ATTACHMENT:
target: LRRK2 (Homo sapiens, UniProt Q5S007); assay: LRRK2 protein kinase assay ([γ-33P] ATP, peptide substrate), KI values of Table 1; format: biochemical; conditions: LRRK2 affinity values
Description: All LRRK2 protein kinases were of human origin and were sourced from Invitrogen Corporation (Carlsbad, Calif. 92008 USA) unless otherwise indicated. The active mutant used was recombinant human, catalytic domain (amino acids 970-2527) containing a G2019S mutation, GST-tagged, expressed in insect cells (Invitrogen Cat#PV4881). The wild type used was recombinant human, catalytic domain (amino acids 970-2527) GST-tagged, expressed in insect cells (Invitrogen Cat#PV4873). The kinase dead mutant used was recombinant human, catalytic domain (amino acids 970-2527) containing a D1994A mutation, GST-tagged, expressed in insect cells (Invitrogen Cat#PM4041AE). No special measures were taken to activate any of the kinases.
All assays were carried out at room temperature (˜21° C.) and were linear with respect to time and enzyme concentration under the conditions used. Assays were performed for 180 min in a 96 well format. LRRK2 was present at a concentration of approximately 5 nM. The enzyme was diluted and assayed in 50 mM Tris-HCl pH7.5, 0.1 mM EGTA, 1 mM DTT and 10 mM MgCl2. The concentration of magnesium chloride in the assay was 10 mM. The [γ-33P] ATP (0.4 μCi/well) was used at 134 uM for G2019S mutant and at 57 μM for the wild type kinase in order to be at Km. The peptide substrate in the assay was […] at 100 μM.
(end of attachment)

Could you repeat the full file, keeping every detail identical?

target: LRRK2 (Homo sapiens, UniProt Q5S007); assay: LRRK2 protein kinase assay ([γ-33P] ATP, peptide substrate), KI values of Table 1; format: biochemical; conditions: LRRK2 affinity values
Description: All LRRK2 protein kinases were of human origin and were sourced from Invitrogen Corporation (Carlsbad, Calif. 92008 USA) unless otherwise indicated. The active mutant used was recombinant human, catalytic domain (amino acids 970-2527) containing a G2019S mutation, GST-tagged, expressed in insect cells (Invitrogen Cat#PV4881). The wild type used was recombinant human, catalytic domain (amino acids 970-2527) GST-tagged, expressed in insect cells (Invitrogen Cat#PV4873). The kinase dead mutant used was recombinant human, catalytic domain (amino acids 970-2527) containing a D1994A mutation, GST-tagged, expressed in insect cells (Invitrogen Cat#PM4041AE). No special measures were taken to activate any of the kinases.
All assays were carried out at room temperature (˜21° C.) and were linear with respect to time and enzyme concentration under the conditions used. Assays were performed for 180 min in a 96 well format. LRRK2 was present at a concentration of approximately 5 nM. The enzyme was diluted and assayed in 50 mM Tris-HCl pH7.5, 0.1 mM EGTA, 1 mM DTT and 10 mM MgCl2. The concentration of magnesium chloride in the assay was 10 mM. The [γ-33P] ATP (0.4 μCi/well) was used at 134 uM for G2019S mutant and at 57 μM for the wild type kinase in order to be at Km. The peptide substrate in the assay was […] at 100 μM.